New parking charges at the Liffey Valley retail centre mean that workers earning at or near the minimum wage have been given a pay cut in the middle of the cost-of-living crisis, participants in a protest at the west Dublin shopping centre said on Sunday.
The centre, which until recently had free parking for customers and staff, introduced pay parking on October 17th, including a €2.50 per day rate for staff who leave their car in a designated overflow car park.
Workers say, however, this means a new bill of up to €600 per year for staff. This could be even higher if they cannot find a place in the overflow car park, which is also open to the public, and have to pay the day rate for customers, which is €12.50.
Many of the workers at the protest said they needed to drive to work so they could drop off and collect their children in the mornings and afternoons.
One woman, who has been working at the centre for 22 years, said the new charges mean her first hour of work each week is just so she can pay for parking.
“For most of the women that work here, €12.50 would be an hour’s pay,” said the woman, who starts work at 7am.
A spokesperson for Liffey Valley said the new parking arrangements “have been working positively throughout this week, with customers and staff making a successful transition over to the new system.” They noted that there had been spaces available in the overflow car park.
John Ennis, who has been working at the centre for 23 years, said the employees had kept retail outlets open right through the Covid-19 pandemic. He claimed the centre’s management will not engage with the workers or their employers.
A woman who has been working at Liffey Valley for 11 years said she drives her child to school every morning and then comes to the centre to start work at 9 am.
“I don’t think it’s fair,” said the woman, who works five four-hour shifts each week, and earns €320 a week after tax. “An extra €12.50 [from her wages] is not small. It’s hard enough being a single parent. I’m trying to do the best I can.”
Another woman, who drives from Co Kildare, drops her child into the child minder, and then goes to her job in the Liffey Valley centre, said an extra €600 a year from her income was “huge”.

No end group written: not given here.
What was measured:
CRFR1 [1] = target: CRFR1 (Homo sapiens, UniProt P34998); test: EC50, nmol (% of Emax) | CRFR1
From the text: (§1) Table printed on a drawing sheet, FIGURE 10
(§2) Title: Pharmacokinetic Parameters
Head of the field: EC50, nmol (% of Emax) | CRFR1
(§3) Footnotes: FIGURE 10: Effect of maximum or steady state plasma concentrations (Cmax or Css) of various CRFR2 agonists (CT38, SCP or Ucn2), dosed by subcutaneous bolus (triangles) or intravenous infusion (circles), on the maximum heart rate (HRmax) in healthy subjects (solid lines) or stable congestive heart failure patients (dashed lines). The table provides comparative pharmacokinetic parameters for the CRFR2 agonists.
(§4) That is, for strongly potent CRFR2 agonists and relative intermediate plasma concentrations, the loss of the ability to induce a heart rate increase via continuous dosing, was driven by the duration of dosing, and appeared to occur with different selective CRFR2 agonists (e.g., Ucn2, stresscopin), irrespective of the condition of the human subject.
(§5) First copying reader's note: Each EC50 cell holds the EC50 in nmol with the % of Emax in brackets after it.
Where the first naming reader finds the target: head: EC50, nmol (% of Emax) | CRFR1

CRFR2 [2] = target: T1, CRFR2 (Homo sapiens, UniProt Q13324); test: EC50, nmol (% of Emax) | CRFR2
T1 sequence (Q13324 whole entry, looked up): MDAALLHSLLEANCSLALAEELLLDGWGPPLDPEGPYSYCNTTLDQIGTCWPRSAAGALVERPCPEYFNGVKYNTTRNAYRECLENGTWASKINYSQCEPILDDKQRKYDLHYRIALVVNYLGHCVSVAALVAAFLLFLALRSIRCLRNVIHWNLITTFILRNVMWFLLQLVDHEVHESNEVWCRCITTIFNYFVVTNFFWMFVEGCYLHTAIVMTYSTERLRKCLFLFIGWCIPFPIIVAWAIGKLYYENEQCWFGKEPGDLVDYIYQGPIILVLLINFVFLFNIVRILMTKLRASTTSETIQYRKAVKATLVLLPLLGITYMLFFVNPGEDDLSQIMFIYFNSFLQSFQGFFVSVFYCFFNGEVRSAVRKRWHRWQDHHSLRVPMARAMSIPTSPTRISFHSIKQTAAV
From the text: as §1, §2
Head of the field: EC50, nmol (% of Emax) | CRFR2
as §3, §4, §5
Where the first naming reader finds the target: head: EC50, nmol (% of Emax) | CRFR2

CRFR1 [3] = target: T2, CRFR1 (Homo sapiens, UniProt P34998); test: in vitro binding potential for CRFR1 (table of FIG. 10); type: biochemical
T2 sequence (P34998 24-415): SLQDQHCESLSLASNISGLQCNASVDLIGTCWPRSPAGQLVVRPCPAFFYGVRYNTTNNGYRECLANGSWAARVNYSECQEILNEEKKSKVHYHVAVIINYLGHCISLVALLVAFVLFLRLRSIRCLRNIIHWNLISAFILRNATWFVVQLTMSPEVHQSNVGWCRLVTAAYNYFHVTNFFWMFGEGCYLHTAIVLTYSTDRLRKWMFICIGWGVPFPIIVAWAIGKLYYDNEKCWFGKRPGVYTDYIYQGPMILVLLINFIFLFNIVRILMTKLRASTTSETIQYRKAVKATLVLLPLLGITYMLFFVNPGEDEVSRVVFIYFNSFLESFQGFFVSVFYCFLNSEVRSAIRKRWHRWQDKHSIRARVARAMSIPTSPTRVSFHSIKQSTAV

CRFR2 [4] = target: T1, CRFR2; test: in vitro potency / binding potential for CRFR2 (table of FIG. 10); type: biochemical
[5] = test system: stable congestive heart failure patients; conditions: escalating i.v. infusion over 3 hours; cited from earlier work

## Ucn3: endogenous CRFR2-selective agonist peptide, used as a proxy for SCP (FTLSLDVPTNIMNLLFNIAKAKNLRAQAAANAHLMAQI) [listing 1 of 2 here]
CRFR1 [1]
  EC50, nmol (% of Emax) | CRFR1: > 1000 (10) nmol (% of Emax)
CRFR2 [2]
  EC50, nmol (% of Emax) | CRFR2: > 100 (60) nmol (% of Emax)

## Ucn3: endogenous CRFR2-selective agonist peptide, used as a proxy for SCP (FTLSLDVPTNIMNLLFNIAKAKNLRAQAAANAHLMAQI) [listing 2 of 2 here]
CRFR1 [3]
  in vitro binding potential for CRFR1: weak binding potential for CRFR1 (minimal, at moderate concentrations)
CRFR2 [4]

“Everything has gone up recently. I’ve just got back from maternity leave and then to be handed such a hefty charge for parking my car.”
“I think it’s a disgrace,” said another woman who has been working for the same retailer at the centre the past decade. “In the Square in Tallaght, the workers pay just €100 a year for parking, in two instalments.
Ken Reilly, of Mandate trade union, said they had approximately 1,000 members at the centre, most of whom are low paid with some on the minimum wage.
“Six hundred euros a year coming straight after the Government announced cost of living alleviation measures in the Budget, and it is just being taken off them, straight away.”
Local Sinn Féin deputy Mark Ward said: “A bill of €600 on top of the cost-of-living increases and so on, it is just not sustainable. It will drive people out of their jobs.”
“It is a very unfair imposition,” said local People Before Profit TD Gino Kenny. “It is tantamount to a pay cut.”
“No-one is interacting with us,” said Nathalie Reilly, of the Liffey Valley Action Group, who has been working at the centre for the past four years. “We need the Taoiseach to intervene.”
A Liffey Valley Shopping Centre spokesperson said staff parking facilities “are available in pre-designated areas of the centre for €2.50 per trip. Sign-up by staff for the discounted rate of €2.50 per trip has been in line with the projected registration rate envisaged for this group. Staff members with any residual concerns about the new arrangements are being urged to engage directly with their employers on the matter.
“We are happy to confirm that there has been available capacity in the designated areas for staff parking (blue and green overflow car parks) at all times since Monday last.”
The spokesman added that there had been “and continues to be extensive communication regarding these changes with all our stakeholders including with our retailers. It is largely understood and accepted that the delivery of an enhanced customer experience will ultimately benefit the retail businesses at Liffey Valley and their staff. The changes are already resulting in a much-improved parking experience for all, and we believe has already reduced the number of commuters and frequent parkers who neither visited nor worked at the centre.”